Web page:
You might say, “Hey, Ben, I’m not sure, but you might have seen me circle my car, and do push-ups and burpees. You might have wondered what that was about. I normally don’t like to talk about it because it’s embarrassing, but I have this crazy brain wiring glitch called OCD. It’s not that I have a clean room or line up pencils because I don’t. It’s like an OCD bully lives in my brain telling me to do crazy things, or else very bad things could happen. It’s hard for me to talk back to this OCD bully, and I’m doing some work to make that happen. This is a very strange and embarrassing condition, and if you have any questions, I would be happy to talk about what it’s like for me to live with OCD.”
Then swap places. Let your child take the message and put it into their own words. Practicing will help make the conversation more natural.
Again, safety is always first. Let your child decide when and with whom they share this information.
Also know that OCD impacts all family members. You might want to have these conversations about embarrassment with your partner or your parents or your other kids or your kids’ teachers.
Let’s wrap this up. The main point of today’s episode is that we all do embarrassing things. Just watch some episodes of America’s Funniest Home Videos. We watch the show to laugh—and maybe to think, “I’m glad that’s not me.”
When you experience embarrassment, your mind and your body both respond. It feels like life and death could be on the line. You will want to go and hide. That’s your biologically wired response.
When your child with OCD does that, they move closer to the dark side of OCD where OCD is in the driver’s seat of your child’s life. OCD gets bigger and stronger.
Your biology doesn’t have to be your destiny.
In this podcast we talked about some options to help your child manage their response to embarrassment . This is a critical skill to help your child get to the other side of OCD where your child—and not your child’s OCD is in the driver’s seat of their life.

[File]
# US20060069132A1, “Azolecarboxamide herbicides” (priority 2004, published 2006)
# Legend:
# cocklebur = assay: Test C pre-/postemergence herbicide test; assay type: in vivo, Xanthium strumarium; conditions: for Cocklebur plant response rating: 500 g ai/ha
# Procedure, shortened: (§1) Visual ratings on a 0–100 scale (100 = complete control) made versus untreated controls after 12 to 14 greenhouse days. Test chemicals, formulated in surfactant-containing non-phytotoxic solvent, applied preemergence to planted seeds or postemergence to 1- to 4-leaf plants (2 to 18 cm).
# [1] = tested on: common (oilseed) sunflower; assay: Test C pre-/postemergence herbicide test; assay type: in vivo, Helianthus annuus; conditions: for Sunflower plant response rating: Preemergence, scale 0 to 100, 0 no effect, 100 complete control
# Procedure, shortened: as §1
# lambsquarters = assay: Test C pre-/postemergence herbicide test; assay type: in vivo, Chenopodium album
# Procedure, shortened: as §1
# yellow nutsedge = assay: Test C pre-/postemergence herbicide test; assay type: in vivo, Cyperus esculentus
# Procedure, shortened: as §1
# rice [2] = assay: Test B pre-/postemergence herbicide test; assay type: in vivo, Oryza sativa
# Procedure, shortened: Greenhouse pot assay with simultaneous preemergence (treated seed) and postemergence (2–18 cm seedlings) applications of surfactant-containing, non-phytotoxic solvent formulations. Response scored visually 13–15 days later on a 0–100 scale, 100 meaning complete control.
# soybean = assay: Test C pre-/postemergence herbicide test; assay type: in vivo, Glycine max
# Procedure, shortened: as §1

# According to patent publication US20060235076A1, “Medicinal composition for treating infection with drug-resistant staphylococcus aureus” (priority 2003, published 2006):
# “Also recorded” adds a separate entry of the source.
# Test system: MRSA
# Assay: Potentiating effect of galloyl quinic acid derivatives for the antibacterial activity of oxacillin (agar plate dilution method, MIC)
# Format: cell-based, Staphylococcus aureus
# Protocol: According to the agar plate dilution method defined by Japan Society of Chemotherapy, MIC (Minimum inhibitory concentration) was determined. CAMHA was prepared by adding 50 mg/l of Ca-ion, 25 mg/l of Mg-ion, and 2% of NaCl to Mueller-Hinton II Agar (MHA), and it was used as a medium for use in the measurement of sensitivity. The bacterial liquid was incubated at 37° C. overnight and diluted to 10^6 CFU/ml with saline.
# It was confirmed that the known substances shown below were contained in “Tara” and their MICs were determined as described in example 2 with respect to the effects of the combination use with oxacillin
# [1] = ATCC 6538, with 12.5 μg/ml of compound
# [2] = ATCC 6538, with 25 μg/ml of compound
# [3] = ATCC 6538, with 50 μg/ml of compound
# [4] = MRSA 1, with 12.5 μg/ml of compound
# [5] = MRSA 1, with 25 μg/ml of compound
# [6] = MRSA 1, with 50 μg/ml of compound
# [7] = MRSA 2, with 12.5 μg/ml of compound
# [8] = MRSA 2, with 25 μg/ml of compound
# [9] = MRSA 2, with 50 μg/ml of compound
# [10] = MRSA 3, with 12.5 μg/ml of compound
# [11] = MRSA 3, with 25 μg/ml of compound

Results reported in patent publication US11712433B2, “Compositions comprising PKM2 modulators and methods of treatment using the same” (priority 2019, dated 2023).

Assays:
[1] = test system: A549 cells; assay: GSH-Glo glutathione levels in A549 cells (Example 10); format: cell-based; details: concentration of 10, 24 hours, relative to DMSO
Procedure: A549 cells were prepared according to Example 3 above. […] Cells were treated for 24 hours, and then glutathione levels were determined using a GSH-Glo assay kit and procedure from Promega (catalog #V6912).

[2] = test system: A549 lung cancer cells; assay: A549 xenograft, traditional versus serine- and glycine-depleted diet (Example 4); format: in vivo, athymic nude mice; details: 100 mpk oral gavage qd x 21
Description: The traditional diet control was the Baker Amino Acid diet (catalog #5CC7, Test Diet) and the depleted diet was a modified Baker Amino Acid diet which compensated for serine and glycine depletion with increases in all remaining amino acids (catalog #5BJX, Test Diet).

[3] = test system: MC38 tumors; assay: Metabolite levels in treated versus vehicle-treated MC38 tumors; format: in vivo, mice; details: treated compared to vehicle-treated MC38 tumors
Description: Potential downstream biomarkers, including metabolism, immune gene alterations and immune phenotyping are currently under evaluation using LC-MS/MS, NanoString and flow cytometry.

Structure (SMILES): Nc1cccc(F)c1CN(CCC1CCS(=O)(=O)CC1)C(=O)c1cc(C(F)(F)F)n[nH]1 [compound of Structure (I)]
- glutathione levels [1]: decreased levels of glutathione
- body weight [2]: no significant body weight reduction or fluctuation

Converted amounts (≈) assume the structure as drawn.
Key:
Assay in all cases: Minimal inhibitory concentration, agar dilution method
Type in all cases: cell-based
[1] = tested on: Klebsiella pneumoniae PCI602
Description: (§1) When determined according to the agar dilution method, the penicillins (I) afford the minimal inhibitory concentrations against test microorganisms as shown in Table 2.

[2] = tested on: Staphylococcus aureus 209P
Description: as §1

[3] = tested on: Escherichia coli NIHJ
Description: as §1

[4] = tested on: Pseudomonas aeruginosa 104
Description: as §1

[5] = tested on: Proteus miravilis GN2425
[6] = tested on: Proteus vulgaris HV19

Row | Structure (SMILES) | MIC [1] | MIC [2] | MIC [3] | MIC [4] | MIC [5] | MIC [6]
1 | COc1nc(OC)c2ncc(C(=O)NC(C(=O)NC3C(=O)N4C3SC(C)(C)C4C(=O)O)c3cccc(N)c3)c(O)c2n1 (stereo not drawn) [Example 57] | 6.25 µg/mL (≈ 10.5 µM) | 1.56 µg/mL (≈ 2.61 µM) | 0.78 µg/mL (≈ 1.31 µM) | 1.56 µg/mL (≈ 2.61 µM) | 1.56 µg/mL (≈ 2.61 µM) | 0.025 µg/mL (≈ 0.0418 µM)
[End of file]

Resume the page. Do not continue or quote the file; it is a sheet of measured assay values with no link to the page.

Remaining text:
Please also remember that OCD impacts everyone who is important to your child. You and your partner and your other kids and your parents and your kids’ teachers can all improve their skills, too!
Would you like to translate some of these ideas into action? Here are three options:
- Participation in the OCD Confessions campaign. Mail an anonymous postcard in which anyone in your family shares something embarrassing about living with OCD. Make it a work of art. I’ll leave the address below. I will be sharing these in the community.
- Consider joining a community of parents of kids learning to manage OCD. In our OCD PowerParenting community, we primarily support the parents of kids in their late teens and early 20’s managing OCD. BTW, the average age of onset of OCD is 19. I’ll leave a link below.
- Invite your child to join a community of kids learning to manage OCD. My son who is 24 and 7 years into his OCD journey will be moderating a group for people in their late teens and early 20’s learning to manage OCD. I’ll leave a link below.
Our communities are intended to be safe places in which people can tell their stories without the fear of being judged.
Thanks for stopping by. I hope that you found value in this episode.
Please feel welcome to share this episode with your child. Ask what he or she thinks.
Feel welcome to also share it with people who are there to support your child, including family, friends and teachers.
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Thanks for listening. You can do this! Go from strength to strength!